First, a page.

Nowadays you can see hooks everywhere in most React codebases. The hooks made it very easy to write code and cut down a number of lines. If you are heavily dependent on hooks and get tired of using hooks in third-party packages for your every smallest problem, this article is for you, as we are going to see how you can write your own custom hook. Custom hooks make it easy to apply custom logic on top of hooks and reduce your code size even more.
First of all, what is a custom hook, in simple language based on my knowledge:
Custom hook is extracting any logic with hook and/or combination of hooks and making it reusable.
In this article, I am going to show you how you can create your own hook in an example of managing a modal state. Before we dive into creating one let’s have a glance at a problem we are facing.
Working with real-world projects you probably have to deal with a lot of modals. And managing their state can be simple but after a while, you will find yourself doing the same thing over and over, like this:
As you can see, you probably use at least one of these functions in your modal-related components. It is okay if you copy-paste these functions across your components but why make your life harder when you can write custom hooks :)
Let's start creating our custom hook. It is a good use case to create a new file for each hook, so let's create our file in this path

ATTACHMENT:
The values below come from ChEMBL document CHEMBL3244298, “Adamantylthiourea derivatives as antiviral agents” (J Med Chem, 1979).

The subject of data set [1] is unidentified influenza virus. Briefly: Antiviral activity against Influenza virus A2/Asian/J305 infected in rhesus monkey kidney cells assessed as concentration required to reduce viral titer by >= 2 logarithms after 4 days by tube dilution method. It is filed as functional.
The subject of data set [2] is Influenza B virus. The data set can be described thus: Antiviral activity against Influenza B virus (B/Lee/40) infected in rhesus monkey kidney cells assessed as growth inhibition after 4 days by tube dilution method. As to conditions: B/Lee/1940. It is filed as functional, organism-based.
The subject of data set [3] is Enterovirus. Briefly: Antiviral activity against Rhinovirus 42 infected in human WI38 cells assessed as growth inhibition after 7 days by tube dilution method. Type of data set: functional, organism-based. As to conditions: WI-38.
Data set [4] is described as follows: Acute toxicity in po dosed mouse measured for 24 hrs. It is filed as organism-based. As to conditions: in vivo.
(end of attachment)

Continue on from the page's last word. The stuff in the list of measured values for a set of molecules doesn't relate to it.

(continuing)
/hooks/useModal.js , and don’t forget to start hook name with the “use” word, as it is an unwritten rule among react developers.
As I mentioned custom hooks are just functions and they don’t need a React component to exist, also we can use other hooks inside them. First, we declare our state to handle modal visibility. Also, we can pass arguments in our hooks, we use it to pass the default value for our modal state in case we might need it. If this argument is not present we also assign a fallback value. We might as well need to write our functions to handle modal state.
In order to use modal states and actions, we need to return all of the necessary states and functions inside a single object.
I hope you aren’t, but if you are confused about the syntax we used on the return statement, it basically means this:
Now we can use our custom hook where ever we want without extra lines of code.
Well done, now we have our reusable custom hook to manage modal states without extra lines of code. Although I couldn’t break it down into more understandable pieces, I hope this demonstration of custom hook which we can use in the real-world could serve for you as a solid example of your way of creating your own.
Look forward to your responses to this article, and would constantly update and correct any mistakes that might occur.